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We should then annotate the class with the @Named annotation to make the class
a CDI named bean. We should also annotate the class with the @RequestScoped
annotation to give it a scope of request.
We should add a private variable named msgText of type String, along with its
corresponding getter and setter methods.
Generating getter and setter methods
Getter and setter methods can be automatically generated by pressing Alt
+ Insert , and then selecting Getter and Setter
When finished, our class should look like this:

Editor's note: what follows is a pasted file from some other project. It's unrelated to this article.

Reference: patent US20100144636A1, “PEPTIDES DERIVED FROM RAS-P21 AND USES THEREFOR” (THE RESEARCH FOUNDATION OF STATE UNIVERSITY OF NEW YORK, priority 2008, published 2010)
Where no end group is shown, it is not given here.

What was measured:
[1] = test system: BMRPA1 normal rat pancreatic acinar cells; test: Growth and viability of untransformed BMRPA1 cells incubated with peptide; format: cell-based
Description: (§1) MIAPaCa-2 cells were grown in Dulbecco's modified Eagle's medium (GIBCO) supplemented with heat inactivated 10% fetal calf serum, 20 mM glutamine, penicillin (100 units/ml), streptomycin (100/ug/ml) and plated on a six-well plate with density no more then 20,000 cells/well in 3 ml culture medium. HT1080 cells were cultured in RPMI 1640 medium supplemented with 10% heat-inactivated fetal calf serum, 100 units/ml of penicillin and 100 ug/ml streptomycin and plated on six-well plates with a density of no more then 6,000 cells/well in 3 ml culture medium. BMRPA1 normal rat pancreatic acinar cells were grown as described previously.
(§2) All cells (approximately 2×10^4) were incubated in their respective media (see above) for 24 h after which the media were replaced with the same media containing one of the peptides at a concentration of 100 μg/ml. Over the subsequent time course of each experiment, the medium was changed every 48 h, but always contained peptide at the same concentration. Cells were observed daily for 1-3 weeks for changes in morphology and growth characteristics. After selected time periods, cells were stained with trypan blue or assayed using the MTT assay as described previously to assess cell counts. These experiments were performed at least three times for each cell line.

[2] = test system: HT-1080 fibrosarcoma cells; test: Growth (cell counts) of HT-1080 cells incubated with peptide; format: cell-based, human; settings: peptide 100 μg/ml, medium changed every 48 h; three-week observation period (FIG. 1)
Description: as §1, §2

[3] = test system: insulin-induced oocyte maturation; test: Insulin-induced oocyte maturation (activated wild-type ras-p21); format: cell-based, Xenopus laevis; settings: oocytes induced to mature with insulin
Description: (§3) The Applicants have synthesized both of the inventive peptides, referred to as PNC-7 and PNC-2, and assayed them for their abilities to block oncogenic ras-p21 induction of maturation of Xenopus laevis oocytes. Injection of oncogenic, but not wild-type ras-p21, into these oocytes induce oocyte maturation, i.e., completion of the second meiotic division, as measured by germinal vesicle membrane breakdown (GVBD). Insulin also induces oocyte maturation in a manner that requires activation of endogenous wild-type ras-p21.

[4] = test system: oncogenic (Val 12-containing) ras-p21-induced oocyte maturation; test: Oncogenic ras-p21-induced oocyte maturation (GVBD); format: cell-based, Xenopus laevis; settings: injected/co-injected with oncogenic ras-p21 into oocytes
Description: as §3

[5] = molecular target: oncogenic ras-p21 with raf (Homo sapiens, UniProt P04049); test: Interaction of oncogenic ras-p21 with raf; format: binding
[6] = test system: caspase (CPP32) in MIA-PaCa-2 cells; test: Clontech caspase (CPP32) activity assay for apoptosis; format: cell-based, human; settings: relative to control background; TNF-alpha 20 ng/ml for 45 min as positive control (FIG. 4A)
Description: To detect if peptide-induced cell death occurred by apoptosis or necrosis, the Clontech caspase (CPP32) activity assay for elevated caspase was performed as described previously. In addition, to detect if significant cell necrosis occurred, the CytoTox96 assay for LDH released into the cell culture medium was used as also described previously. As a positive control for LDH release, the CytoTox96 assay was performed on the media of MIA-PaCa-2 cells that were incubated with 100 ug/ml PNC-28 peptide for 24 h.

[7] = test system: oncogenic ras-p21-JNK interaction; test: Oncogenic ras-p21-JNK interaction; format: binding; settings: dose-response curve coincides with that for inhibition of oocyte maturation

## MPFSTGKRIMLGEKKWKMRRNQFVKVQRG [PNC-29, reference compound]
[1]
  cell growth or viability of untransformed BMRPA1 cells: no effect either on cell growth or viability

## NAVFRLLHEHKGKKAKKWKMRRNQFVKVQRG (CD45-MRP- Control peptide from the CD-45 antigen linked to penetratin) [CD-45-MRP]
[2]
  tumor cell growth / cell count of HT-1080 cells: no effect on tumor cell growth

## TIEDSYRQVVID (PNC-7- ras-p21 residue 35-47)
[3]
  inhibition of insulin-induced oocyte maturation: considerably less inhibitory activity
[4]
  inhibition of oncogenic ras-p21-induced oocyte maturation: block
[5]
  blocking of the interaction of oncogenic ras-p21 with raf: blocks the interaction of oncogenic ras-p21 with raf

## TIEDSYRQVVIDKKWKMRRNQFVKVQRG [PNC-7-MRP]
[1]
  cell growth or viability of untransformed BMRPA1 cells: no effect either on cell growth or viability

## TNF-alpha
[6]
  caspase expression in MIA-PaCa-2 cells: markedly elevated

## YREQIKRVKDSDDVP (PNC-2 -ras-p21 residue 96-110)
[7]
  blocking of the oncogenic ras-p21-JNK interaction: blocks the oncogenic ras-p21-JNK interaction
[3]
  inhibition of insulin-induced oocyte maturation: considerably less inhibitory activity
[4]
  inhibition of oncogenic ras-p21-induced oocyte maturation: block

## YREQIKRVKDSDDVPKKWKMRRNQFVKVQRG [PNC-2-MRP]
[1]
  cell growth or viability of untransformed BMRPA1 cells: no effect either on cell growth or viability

package com.ensode.jmsintro;
import javax.enterprise.context.RequestScoped;
import javax.inject.Named;
public class JmsMessageModel {
private String msgText;
public String getMsgText() {
return msgText;
public void setMsgText(String msgText) {
this.msgText = msgText;
We now turn our attention to the controller, which will actually send the JMS
message to the queue we created in the previous section. Using the NetBeans wizard,
let's create a new Java class named JmsMesageController and annotate it with the
@Named and @RequestScoped annotations.
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